Zechariah has not spoken since the time he encountered the angel Gabriel. Gabriel shared with Zechariah that his wife Elizabeth, though barren and past childbearing age, would give birth to a son and his name would be called John. The time for the fulfillment of Gabriel’s prediction has now come to pass, Elizabeth has given birth and with friends and relatives gathered around on the eighth day for his circumcision and naming, Elizabeth announces that her son will be named John. Those gathered balk as they say, “There is no one among your relatives who has this name” (Lk 1:61).
There may also be some hesitancy because John, or יוֹחָנָן‬, Yôḥanan in Hebrew, means one who is graced by God. The people may be wondering who this child might become. Then they turn to Zechariah, who writes on a tablet that “John is his name.” Zechariah confirms Elizabeth’s words and “Immediately his mouth was opened, his tongue freed, and he spoke blessing God” (Lk 1:63-64).
Filled with the Holy Spirit, Zechariah speaks what we call today the Benedictus or Canticle of Zechariah, the beginning lines of which read: “Blessed be the Lord, the God of Israel; for he has come to his people and set them free. He has raised up for us a mighty Savior, born of the house of his servant David” (Lk 1:68-69).
Zechariah did not proclaim that John was the Messiah. John became the herald of the Messiah. He prepared the way for the coming of the Lord. The Benedictus, like the Magnificat, is a song of great promise. This is why the Church proclaims that they are to be prayed every day in the recitation of the Book of Christian Prayer or the Liturgy of the Hours. We are living in the time of its fulfillment. The year 2020 A.D. does not stand for after the death of Jesus, it stands for anno domini, in the year of our Lord. We live in times of great joy, for no matter what the external circumstances our Lord Jesus the Christ is present with us, to accompany us, to give us guidance and strength!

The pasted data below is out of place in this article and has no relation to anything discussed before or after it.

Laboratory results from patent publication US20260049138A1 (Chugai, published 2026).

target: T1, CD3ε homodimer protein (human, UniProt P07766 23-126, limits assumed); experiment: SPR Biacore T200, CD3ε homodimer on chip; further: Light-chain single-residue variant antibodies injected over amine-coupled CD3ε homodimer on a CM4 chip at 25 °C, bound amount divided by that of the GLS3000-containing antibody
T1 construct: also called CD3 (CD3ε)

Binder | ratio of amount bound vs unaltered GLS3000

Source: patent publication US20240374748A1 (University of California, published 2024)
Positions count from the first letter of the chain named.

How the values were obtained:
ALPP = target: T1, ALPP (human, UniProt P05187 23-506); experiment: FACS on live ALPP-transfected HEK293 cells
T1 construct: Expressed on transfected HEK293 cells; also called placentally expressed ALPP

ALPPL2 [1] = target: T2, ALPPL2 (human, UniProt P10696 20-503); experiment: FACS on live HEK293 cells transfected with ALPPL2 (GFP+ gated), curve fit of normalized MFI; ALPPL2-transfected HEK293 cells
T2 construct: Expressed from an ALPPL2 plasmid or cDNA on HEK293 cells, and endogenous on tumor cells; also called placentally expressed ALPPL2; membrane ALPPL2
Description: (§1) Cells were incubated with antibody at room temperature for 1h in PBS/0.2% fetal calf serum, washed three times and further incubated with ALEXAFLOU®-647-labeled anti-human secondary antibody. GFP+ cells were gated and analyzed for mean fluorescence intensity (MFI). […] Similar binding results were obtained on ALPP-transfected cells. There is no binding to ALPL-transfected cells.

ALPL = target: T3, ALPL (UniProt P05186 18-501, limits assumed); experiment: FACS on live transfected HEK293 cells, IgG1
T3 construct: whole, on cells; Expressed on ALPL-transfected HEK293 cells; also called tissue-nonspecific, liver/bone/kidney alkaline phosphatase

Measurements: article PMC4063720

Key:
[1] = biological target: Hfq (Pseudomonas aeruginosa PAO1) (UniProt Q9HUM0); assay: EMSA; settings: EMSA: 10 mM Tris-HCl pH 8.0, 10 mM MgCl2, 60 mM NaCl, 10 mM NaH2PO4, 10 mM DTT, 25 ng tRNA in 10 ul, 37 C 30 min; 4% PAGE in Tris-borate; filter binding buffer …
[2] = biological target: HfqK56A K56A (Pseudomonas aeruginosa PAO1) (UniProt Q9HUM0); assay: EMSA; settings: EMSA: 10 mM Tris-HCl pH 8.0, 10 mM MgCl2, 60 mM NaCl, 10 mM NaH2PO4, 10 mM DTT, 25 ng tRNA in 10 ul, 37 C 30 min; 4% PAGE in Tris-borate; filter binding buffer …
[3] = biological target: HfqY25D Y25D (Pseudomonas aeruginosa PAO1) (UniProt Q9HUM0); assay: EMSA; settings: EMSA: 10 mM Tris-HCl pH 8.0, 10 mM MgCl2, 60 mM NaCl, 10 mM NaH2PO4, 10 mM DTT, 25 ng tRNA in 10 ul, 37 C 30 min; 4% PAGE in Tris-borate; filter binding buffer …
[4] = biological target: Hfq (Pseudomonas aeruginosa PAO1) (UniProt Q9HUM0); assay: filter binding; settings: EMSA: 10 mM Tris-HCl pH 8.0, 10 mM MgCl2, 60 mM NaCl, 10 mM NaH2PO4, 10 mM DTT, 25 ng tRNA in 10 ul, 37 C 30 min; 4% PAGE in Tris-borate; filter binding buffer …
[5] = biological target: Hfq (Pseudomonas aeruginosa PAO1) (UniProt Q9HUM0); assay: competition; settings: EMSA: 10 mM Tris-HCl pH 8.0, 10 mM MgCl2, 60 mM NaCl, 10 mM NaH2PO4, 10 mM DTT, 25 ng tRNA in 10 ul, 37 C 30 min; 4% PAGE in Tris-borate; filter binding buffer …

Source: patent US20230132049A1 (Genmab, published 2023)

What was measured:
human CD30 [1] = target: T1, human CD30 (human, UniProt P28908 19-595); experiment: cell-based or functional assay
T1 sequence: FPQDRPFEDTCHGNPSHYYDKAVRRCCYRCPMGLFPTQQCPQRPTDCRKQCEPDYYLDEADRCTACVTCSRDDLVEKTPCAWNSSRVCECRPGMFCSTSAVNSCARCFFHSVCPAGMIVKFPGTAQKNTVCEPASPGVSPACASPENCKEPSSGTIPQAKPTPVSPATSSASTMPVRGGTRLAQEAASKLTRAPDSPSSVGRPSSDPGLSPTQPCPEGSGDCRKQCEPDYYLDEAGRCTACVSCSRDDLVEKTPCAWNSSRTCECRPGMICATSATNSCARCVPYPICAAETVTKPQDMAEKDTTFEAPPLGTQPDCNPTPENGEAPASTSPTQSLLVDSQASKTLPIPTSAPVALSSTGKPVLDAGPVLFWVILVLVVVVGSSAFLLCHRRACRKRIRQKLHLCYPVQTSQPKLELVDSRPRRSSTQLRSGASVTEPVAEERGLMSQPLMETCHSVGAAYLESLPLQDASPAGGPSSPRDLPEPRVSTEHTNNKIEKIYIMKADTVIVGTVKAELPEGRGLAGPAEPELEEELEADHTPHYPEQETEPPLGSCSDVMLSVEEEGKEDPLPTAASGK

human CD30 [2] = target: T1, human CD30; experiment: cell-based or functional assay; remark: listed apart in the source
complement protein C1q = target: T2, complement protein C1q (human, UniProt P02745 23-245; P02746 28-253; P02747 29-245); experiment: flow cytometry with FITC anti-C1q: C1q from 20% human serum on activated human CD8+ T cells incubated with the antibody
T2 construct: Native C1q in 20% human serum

To counter violence, war, polarization, endless forms and acts of dehumanization, fear, and growing anxiety, we will celebrate again this Christmas the reality that we are an alleluia people, a people of great joy. We are preparing in these final days of Advent to remember and celebrate again the reason for the season, the fulfillment of the Magnificat and the Benedictus, the birth of our Savior.
Each and every day, we are invited to celebrate with great joy the reality that Jesus has come to set us free. May we be open to and receive this gift of freedom this Christmas Season and turn away from our pride and the sins that tempt to enslave us. Jesus who granted us his mercy by being willing to enter into our chaos and bring us healing and reconciliation, invites us from his humble beginnings, wrapped in swaddling clothes, and resting in straw, to do the same. Let us put into practice and live out our heritage, our faith, and our hope, and be a people, who even in the midst of darkness, inhumanity, and pandemic, have not only seen a great light but bask in and embrace it, so to share the light of Jesus with concrete acts of mercy, joy, and love.

Photo: Preparing for Christmas by enjoying making cookies last year with my mother.
Link for the Mass readings for Wednesday, December 23, 2020

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